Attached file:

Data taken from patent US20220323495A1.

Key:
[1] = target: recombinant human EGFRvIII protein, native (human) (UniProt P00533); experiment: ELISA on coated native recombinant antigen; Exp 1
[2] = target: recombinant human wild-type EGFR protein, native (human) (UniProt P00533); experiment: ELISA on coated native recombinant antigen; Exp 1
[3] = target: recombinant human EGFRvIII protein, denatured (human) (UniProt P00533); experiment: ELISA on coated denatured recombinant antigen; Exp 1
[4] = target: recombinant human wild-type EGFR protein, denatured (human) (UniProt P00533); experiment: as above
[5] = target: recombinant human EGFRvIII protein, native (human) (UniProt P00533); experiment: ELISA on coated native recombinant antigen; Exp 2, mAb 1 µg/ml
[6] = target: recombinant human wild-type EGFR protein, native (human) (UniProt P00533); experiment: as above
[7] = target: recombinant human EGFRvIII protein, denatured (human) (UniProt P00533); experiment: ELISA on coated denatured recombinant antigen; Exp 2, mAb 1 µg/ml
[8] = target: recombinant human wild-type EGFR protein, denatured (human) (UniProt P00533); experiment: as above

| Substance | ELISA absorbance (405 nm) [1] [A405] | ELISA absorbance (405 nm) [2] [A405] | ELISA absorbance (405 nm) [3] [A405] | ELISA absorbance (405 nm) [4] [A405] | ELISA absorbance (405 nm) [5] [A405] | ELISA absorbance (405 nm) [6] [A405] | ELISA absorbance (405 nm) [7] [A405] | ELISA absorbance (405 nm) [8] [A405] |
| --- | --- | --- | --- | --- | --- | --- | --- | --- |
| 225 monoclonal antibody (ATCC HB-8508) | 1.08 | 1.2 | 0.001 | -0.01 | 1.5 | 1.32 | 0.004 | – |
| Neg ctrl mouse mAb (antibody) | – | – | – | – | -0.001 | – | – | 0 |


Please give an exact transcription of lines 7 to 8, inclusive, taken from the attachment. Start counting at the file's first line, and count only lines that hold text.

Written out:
[5] = target: recombinant human EGFRvIII protein, native (human) (UniProt P00533); experiment: ELISA on coated native recombinant antigen; Exp 2, mAb 1 µg/ml
[6] = target: recombinant human wild-type EGFR protein, native (human) (UniProt P00533); experiment: as above